Is the mass relocation of Brazilian families out of slums in cities like Rio de Janeiro and São Paulo aimed at improving their lives and protecting them from danger or meant to pretty the country’s face before it hosts the World Cup in 2014 and the Summer Olympics two years later?
That’s a question increasingly facing Brazilian officials, who have acknowledged, according to the Associated Press, that the government has relocated more than 15,000 families from favelas across the country. By the time the Olympics arrive, that number could rise to more than 100,000, and while a small number — fewer than 300 — will be relocated to make way for Rio’s Olympic Village, the government maintains that the vast majority are being moved out of dangerous and disaster-prone areas. Human rights organizations like Amnesty International, however, dispute those claims, saying that Brazil is moving families to places where they are worse off and doing so without proper compensation, the AP reports:
City officials have in the past acknowledged that some 15,000 families were resettled, but insist the moves were done to remove people from areas prone to deadly mudslides and had nothing do with the World Cup or Olympics. The office of Rio Mayor Eduardo Paes confirmed that in a statement, saying it “is not and will not carry out any resettlements” connected to the World Cup.
Amnesty International Brazil paints a different picture, saying 19,200 families in and round Rio have been pushed out of their homes since 2009. An advocacy group for affected slum residents called the Popular Committee for the World Cup and Olympics estimates that 100,000 have or will be moved.
Brazil has enacted major public policy initiatives to help its poorest residents in recent years, and improving life in the favelas is a worthy goal too. But it seems obvious that pre-World Cup and Olympic efforts to relocate Brazilians and clean up the slums aren’t aimed at helping the poor but instead at putting on the right show for the world. Many of the evictions are creating room for infrastructure projects meant to serve the World Cup and Olympics — one Rio favela, as Sports Illustrated’s Grant Wahl has reported, will soon be demolished to make room for a parking lot at the Maracanã, the iconic Rio soccer stadium that will host the World Cup final. Brazilian officials have admitted that others will make space for new redevelopment zones that include shopping malls and cinemas.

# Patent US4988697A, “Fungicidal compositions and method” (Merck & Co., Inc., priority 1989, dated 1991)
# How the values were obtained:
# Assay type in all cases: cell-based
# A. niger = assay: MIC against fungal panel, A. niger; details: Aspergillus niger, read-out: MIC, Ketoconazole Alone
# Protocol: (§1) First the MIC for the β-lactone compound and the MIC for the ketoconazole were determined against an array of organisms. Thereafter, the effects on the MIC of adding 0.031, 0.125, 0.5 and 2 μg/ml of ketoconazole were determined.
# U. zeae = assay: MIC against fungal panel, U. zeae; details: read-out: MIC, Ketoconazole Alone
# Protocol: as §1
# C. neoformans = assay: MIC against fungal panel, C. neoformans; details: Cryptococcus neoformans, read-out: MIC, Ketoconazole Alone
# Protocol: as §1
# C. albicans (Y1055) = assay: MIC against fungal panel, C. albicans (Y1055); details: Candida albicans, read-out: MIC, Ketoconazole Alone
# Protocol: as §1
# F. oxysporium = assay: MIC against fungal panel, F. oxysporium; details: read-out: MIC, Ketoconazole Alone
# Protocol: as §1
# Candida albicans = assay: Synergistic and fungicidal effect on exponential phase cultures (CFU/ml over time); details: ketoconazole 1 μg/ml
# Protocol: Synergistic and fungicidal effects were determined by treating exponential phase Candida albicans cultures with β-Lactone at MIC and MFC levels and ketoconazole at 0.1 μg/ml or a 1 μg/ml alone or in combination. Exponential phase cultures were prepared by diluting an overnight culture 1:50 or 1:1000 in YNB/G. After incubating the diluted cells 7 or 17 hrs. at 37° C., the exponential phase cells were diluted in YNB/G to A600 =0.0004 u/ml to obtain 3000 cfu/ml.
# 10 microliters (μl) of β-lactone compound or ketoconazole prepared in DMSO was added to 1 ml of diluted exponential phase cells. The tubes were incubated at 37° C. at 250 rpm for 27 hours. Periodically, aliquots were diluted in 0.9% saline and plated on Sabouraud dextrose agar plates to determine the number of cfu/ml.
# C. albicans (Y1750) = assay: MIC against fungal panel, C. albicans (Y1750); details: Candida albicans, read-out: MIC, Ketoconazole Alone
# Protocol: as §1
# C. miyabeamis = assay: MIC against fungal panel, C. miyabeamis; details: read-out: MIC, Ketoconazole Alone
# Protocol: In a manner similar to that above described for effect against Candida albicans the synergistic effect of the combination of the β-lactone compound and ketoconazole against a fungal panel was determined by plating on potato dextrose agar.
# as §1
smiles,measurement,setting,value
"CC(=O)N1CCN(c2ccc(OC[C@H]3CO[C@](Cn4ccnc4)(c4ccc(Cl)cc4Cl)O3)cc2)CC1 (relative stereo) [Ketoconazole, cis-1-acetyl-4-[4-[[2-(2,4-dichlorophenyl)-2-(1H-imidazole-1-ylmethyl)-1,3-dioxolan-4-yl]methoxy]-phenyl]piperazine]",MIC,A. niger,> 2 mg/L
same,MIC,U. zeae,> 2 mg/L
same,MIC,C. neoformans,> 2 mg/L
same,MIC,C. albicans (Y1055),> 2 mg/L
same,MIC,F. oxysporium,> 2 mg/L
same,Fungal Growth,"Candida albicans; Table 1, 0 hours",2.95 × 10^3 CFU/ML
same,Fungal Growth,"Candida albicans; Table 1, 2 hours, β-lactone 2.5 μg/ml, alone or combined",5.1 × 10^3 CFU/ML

In some instances, relocated Brazilians have been offered homes in newly-constructed complexes, but even then many of them are in parts of the city far away from where they work or have lived for most of their lives. The other option, according to accounts, is to accept a lump sum payment that likely won’t cover the cost of renting new homes in Rio’s increasingly expensive housing market. The negative effects of relocation are only worsened by the fact that many of the infrastructure projects meant to improve life in the favelas and serve poor Brazilians have been delayed or canceled as the country rushes to complete stadiums instead.
And then there’s pacification, the ambitious government plan aimed at reclaiming control of the slums from drug gangs and other organized groups. While the government touts that some of pacification’s effects have been positive — it says the program has reduced crime and improved living conditions in some favelas — it has undoubtedly come with major costs and concerns, not least of which is the massive police presence that has accompanied it. Amnesty International has highlighted the downsides of pacification, saying that the police have treated favela-dwellers writ large as suspects, “engag[ing] in arbitrary frisks without cause” and raiding homes without warrants. In some instances, the organization wrote, the pacification program has worsened crime rather than improved it. Widespread police brutality and overreach was one of the major complaints raised last summer in the massive protests that swept the country, during which the case of Amarildo de Souza, who disappeared from a Rio favela and whose death was later blamed on police, rose to prominence.
Meanwhile, as the World Cup approaches and poor families are forced to leave, many favelas are now opening up to tourists who either can’t afford expensive Rio hotels or are searching for the “authentic culture” of “the real Rio de Janeiro.” The controversies around relocation and pacification, however, should force questions to organizers and government officials alike about whether that authentic Brazil should be one in which the poorest residents will continue to feel the negative effects brought on by these sporting events long after those tourists are gone.